Music historians have long suspected that the inventors of the violin wanted to imitate the human voice.
Music historians have long suspected that the inventors of the violin wanted to imitate the human voice, and a study out Monday (May 21) shows how 16th to 18th-century luthiers in Italy did it.
Researchers at National Taiwan University asked a professional violinist to play 15 antique instruments, including one from 1570 by Andrea Amati, the early 16th-century luthier from Cremony, Italy who is considered to be the father of the modern four-string violin.
Others played in the study were from the Stradivarius family, conceived by Antonio Stradivari, who improved upon Amati's design.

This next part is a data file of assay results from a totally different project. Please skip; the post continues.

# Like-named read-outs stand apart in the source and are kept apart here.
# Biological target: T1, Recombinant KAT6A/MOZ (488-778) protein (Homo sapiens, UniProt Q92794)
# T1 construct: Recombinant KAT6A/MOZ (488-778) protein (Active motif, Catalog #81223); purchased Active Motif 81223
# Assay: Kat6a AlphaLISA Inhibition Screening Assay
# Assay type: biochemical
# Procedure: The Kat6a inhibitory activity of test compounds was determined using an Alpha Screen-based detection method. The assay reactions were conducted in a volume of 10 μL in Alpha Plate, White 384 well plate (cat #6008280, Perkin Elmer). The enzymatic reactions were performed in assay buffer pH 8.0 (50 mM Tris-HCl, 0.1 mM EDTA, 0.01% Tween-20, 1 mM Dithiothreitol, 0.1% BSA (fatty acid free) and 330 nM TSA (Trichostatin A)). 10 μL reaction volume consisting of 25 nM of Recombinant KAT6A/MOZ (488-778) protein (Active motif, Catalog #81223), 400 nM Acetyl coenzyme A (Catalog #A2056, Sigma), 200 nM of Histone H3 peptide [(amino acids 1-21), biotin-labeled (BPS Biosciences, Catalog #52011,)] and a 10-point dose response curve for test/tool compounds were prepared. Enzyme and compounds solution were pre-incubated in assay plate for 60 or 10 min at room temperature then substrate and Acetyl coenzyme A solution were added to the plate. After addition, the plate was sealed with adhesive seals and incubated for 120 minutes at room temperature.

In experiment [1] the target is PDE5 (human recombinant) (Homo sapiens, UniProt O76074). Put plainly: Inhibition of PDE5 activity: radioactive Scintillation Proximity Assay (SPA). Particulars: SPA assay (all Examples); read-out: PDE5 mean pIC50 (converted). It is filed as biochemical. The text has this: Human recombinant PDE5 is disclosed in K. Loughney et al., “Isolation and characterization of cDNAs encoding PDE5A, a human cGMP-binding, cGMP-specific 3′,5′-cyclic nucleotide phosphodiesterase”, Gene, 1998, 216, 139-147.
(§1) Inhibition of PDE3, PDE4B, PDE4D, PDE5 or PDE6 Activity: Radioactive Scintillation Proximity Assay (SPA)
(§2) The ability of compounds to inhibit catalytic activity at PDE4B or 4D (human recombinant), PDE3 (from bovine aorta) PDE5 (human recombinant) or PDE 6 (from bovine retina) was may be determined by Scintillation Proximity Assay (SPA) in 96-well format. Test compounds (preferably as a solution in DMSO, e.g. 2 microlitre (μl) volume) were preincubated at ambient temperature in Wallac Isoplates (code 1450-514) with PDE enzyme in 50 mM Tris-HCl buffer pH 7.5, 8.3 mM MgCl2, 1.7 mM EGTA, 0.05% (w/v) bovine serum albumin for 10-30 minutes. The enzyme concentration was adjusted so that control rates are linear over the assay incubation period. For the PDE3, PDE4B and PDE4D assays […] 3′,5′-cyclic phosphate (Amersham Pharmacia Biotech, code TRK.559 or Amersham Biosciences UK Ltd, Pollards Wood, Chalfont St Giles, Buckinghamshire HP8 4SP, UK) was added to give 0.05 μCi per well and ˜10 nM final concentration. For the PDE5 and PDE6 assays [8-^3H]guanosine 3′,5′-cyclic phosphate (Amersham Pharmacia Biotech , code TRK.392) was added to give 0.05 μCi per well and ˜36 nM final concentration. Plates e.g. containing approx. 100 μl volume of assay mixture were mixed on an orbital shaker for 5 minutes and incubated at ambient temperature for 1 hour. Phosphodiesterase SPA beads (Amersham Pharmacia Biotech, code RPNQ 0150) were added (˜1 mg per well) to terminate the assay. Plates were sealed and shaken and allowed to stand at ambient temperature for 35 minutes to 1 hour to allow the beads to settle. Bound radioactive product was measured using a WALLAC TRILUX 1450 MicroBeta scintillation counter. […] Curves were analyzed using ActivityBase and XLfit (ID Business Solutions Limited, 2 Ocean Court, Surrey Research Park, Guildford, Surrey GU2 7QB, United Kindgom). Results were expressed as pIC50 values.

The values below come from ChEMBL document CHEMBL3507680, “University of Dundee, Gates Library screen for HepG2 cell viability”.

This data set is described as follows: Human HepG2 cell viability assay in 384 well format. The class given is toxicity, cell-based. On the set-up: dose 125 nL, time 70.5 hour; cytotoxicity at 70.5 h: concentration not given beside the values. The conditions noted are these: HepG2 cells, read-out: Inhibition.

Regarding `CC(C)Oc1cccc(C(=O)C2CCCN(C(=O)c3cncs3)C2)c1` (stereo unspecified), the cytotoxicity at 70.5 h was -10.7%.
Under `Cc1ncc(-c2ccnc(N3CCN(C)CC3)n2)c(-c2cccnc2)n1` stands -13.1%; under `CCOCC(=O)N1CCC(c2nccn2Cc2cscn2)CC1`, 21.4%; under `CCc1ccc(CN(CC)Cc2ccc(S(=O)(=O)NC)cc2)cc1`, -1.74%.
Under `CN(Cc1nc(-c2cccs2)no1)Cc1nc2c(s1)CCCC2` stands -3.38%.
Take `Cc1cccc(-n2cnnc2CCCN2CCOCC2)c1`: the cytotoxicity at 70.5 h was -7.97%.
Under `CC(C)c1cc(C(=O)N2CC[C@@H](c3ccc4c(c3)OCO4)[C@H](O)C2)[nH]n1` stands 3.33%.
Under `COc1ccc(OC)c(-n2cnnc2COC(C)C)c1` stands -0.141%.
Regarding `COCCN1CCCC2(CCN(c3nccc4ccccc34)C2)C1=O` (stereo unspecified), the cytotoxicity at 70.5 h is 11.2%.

First, researchers recorded scales played on the 15 antique instruments played by a professional violinist and recorded at Taiwan's Chimei Museum.
Then, they recorded the voices of eight men and eight women, ranging in age from 16 to 30 years, who sang common English vowels.
Performing a thorough acoustic analysis, they found that an Amati violin dating to 1570 and a Gasparo da Salo violin dating to 1560 mimicked the basses and baritones of male singers, "raising the possibility that master violinmakers from this period may have designed violins to emulate male voices," said the report.
"In contrast, Stradivari violins were marked by elevated formants, making them relatively more similar to female voices," such as tenors and altos, the researchers added.
"These properties may explain the characteristic brilliance of Stradivari violins."